Blurred lines: Will Abhay Deol return to the indie scene?
Why is Abhay Deol, who carried indie cinema through the 2000s, so quiet on the streaming scene? It’s not about the money. The game’s changed, he says. So has the meaning of courage
There’s only one request that Abhay Deol’s fans have for him. Surprisingly, his DMs aren’t flooded with pleas to make Dev D 2. India just wants him to “Do more movies,” says Deol, laughing. Will he?
“I want to,” says Deol, 47. “You know, maybe in this current environment, it’s more possible for someone like me to work. Now more than ever.”
Someone like me. It refers to Deol’s unique position in the entertainment industry. The actor is the son of Ajit Singh Deol, nephew of actor Dharmendra, and the cousin of Sunny Deol, Bobby Deol, Esha Deol and Ahana Deol. Although he made his debut with the romantic comedy Socha Na Tha (2005) and followed it up with romantic drama Ahista Ahista (2006), he’s best known for being the poster boy for Indian indie cinema in the 2000s. It was Honeymoon Travels Pvt Ltd, Ek Chalis Ki Last Local and Manorama Six Feet Under (all of which released in 2007), Oye Lucky!Lucky Oye! (2008) and Dev D (2009) that cemented him as a bankable star who took creative risks and could walk the fine line between mainstream and offbeat cinema. It’s a position he acknowledges, but warily.
“I can see where it’s coming from,” he says. “When I started work in 2005, there was hardly any experimenting going on. No one was looking for diversity of talent, of moving away from the mainstream formula. I put in a lot of effort right at the start of my career. I worked with directors who were in the early part of their careers. I think we had a good movement going and I’m just thankful that I was a part of it.”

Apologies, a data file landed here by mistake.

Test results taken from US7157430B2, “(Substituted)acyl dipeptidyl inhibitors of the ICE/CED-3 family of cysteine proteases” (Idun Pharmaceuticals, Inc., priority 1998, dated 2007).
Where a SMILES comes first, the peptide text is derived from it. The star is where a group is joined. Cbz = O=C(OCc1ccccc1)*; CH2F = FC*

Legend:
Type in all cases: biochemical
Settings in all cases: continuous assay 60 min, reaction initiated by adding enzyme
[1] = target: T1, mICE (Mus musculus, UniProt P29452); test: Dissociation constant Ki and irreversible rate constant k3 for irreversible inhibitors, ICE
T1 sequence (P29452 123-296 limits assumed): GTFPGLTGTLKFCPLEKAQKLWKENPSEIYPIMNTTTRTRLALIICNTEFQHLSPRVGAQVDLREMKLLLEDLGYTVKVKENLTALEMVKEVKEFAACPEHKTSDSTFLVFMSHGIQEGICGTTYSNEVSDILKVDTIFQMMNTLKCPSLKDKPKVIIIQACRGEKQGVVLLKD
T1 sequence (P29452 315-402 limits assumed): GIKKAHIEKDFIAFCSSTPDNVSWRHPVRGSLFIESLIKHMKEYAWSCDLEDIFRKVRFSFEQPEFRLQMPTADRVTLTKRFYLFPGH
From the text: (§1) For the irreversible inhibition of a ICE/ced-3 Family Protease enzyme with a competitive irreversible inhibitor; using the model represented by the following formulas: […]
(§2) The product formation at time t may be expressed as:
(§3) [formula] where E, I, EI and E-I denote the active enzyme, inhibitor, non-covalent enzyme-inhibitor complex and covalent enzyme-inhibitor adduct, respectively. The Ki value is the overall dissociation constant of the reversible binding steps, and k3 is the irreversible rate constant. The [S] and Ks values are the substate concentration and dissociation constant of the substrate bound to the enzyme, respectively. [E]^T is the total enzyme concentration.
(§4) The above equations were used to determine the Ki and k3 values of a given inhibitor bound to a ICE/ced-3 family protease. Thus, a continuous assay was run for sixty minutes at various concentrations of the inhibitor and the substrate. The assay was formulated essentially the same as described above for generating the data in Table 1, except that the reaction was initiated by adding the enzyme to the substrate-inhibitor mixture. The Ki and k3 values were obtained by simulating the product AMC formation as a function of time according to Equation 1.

Deol is the reason that audiences began to realise that indie films can be about subjects other than politics, marginalised communities or violence. His film, Ek Chalis Ki Last Local was an adventure comedy thriller in which two people miss Mumbai’s last local train at 1:40 am and how it changes their lives forever. Dev D was a neo-noir romantic black comedy and a modern-day take on Sarat Chandra Chattopadhyay’s Bengali novel, Devdas. Oye Lucky! Lucky Oye! told the tale of Devinder Singh, a real-life thief or “super-chor”. Manorama Six Feet Under followed an amateur detective in a sleepy town from Rajasthan. All these films showed the industry that offbeat stories can pull in viewers, and bring in profits too.
“They weren’t even indie in the traditional sense of the term, just smaller studios, making smaller films for India’s multiplexes, where it was finally possible to screen more than one kind of film for one kind of audience. For a brief window there was more exhibition space than there was product,” Deol recalls.
The movement was eventually eclipsed by big-name films, but not before Deol was cemented in the popular imagination as “that” kind of actor. There are more of that kind now, as all eyes are on streaming. It’s where stories about such unexpected subjects as piano player pretending to be visually-impaired (Andhadhun, 2018), motley characters on a road trip (Finding Fanny, 2014) and a did-she-didn’t-she murder mystery (Haseen Dilruba, 2021) have appreciative viewers.